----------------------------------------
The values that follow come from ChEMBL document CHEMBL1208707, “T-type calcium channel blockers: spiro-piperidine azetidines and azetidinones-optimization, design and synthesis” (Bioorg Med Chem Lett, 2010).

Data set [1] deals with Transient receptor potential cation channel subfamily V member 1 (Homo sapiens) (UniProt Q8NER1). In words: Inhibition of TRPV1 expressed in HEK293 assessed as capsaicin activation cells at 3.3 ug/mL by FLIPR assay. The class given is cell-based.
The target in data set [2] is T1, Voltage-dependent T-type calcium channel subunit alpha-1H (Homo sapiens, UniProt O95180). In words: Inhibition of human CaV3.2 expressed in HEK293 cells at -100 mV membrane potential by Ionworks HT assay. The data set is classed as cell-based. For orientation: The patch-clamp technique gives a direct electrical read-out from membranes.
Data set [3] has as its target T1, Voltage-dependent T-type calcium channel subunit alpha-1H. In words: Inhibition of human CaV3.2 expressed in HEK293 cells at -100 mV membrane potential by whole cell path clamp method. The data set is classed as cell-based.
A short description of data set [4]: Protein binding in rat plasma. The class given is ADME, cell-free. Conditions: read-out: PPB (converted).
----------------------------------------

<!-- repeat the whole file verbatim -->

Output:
The values that follow come from ChEMBL document CHEMBL1208707, “T-type calcium channel blockers: spiro-piperidine azetidines and azetidinones-optimization, design and synthesis” (Bioorg Med Chem Lett, 2010).

Data set [1] deals with Transient receptor potential cation channel subfamily V member 1 (Homo sapiens) (UniProt Q8NER1). In words: Inhibition of TRPV1 expressed in HEK293 assessed as capsaicin activation cells at 3.3 ug/mL by FLIPR assay. The class given is cell-based.
The target in data set [2] is T1, Voltage-dependent T-type calcium channel subunit alpha-1H (Homo sapiens, UniProt O95180). In words: Inhibition of human CaV3.2 expressed in HEK293 cells at -100 mV membrane potential by Ionworks HT assay. The data set is classed as cell-based. For orientation: The patch-clamp technique gives a direct electrical read-out from membranes.
Data set [3] has as its target T1, Voltage-dependent T-type calcium channel subunit alpha-1H. In words: Inhibition of human CaV3.2 expressed in HEK293 cells at -100 mV membrane potential by whole cell path clamp method. The data set is classed as cell-based.
A short description of data set [4]: Protein binding in rat plasma. The class given is ADME, cell-free. Conditions: read-out: PPB (converted).